A team that works together

Before joining Hammerstone when it started up a year ago, Owen was a partner in a large law firm and then served as President of Trimac Transportation Services from which he retired in 2007. “After a little more than a year of ‘retirement,’ ‘semi-retirement’ or ‘mid-life sabbatical,’ whatever you want to call it — my wife one day asked me if I was going to get a job ‘today.’ It was her way of saying she was tired of having me around the house. That’s when I got the call about Hammerstone, so here I am.”

In addition to Owen, other key employees at Hammerstone’s Calgary headquarters include Engineering/Sales Manager Russ Gerish; Sales Consultant Allan Jones; Director of Development and Field Services Scott Rose; Chief Financial Officer Shankar Nandiwada; Office Administrator Liz Lade and Assistant Ana Caraus; Geologist Gerald Kozdial and Contract Geologist Glen Depaoli. Leading the quarry operations in Fort McMurray are Quarry Manager Randy Snow and Aggregates Manager Vince Martinello.

“Everybody says this to the point that it’s a cliché, but we believe we’re really a team and that we all work well together,” said Owen. “That extends beyond the managers. Randy and Vince have created an incredibly positive environment at the quarry. They walk the walk and lead by example. If that means driving a truck or crawling under a screen deck to make a repair, that’s what they do. We’re really proud of our quarry crew because the guys work together; they work safely and they work productively.”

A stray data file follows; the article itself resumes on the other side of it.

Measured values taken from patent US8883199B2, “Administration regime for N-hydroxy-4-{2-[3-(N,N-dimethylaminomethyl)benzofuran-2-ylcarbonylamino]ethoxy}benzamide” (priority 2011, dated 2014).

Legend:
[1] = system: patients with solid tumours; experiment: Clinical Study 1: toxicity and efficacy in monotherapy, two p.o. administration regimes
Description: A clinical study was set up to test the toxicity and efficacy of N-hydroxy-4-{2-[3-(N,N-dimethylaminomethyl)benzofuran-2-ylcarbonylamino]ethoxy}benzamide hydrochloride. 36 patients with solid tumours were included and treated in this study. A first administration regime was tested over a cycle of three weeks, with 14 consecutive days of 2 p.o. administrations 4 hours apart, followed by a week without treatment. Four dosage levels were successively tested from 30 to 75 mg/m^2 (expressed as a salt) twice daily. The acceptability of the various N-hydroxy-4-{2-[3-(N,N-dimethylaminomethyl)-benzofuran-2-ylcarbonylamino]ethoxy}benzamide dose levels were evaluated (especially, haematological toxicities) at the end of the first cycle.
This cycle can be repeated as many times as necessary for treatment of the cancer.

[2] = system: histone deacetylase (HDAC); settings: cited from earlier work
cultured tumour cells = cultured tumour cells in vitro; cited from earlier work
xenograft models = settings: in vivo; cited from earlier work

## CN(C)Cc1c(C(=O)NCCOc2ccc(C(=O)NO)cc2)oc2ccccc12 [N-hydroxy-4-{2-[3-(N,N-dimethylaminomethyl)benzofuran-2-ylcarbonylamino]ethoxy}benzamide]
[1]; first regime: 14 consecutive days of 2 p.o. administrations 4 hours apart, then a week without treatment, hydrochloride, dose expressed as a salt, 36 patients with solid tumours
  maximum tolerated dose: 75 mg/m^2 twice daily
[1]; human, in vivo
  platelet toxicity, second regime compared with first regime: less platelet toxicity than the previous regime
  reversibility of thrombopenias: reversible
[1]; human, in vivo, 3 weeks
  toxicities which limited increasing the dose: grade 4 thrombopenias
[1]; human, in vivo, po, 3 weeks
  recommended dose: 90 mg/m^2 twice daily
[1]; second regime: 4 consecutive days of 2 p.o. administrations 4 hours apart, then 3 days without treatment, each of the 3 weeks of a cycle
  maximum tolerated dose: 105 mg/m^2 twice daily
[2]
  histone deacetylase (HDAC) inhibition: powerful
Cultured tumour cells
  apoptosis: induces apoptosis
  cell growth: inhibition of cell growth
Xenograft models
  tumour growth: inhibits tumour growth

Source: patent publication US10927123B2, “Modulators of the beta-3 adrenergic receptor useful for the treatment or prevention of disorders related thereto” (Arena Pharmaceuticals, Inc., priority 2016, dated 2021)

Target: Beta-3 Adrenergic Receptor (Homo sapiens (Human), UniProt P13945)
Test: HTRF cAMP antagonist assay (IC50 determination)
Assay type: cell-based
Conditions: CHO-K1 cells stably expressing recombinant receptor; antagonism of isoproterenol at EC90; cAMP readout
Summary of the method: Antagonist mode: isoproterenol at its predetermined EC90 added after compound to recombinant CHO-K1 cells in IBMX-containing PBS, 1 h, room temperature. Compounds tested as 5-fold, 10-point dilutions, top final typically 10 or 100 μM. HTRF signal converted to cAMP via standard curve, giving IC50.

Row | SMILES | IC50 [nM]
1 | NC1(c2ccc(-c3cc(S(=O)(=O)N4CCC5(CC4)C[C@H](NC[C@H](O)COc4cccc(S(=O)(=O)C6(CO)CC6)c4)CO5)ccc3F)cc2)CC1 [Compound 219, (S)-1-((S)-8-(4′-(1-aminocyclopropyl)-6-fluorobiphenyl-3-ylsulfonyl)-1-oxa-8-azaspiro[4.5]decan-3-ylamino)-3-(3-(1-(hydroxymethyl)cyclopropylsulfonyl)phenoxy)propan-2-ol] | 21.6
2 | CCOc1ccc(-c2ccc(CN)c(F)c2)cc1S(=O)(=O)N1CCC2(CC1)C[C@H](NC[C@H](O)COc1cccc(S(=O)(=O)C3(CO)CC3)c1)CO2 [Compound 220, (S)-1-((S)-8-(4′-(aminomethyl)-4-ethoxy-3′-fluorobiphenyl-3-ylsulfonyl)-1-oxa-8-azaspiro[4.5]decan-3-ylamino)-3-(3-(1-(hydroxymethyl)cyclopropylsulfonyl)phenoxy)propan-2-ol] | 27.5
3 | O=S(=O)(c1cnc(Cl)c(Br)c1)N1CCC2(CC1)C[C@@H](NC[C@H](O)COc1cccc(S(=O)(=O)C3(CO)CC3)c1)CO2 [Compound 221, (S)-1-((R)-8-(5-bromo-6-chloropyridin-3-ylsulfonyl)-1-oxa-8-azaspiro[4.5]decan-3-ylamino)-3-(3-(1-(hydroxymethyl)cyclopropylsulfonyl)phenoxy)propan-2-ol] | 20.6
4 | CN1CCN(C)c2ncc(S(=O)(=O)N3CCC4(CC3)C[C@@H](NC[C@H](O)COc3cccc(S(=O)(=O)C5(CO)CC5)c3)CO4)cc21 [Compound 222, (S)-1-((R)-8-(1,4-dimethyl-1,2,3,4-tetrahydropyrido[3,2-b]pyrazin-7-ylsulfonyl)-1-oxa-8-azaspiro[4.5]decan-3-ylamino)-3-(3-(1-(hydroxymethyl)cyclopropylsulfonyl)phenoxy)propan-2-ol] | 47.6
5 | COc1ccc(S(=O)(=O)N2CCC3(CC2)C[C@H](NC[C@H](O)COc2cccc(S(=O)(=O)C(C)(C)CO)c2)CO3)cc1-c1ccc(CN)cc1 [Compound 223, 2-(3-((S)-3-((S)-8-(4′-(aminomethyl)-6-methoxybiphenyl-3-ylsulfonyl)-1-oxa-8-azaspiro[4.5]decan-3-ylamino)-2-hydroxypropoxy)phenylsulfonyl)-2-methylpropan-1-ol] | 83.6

Hammerstone’s quarry work force has grown from nine to almost 60 in a little more than a year, and according to Quarry Manager Randy Snow, there’s no end in sight.

“Demand for aggregate material is very high throughout the oil sands region. Right now, we have the quarry and a billion-ton reserve at the surface. Up next, we’re going to start what we call ‘The Hammerstone Project’ which will expand our pit by five kilometres. It’s a massive expansion that will give us the space to build the lime plant.”

To reward and provide additional incentive for a topnotch work force, Hammerstone instituted a profit-sharing program ensuring that quarry workers participate in the company’s financial successes.

Equipment and dealer support

Komatsu equipment from SMS constitutes the lion’s share of the Hammerstone quarry’s mobile equipment fleet. That fleet consists of seven 40-ton HM400 articulated trucks, a PC800 hydraulic excavator, two WA500 wheel loaders, a WA450 wheel loader and a D155 dozer.

“The trucks have worked very well for us,” reported Snow. “Eventually, as our production increases, we intend to go to larger, rigid-frame trucks, but for now, the HM400s have done a great job.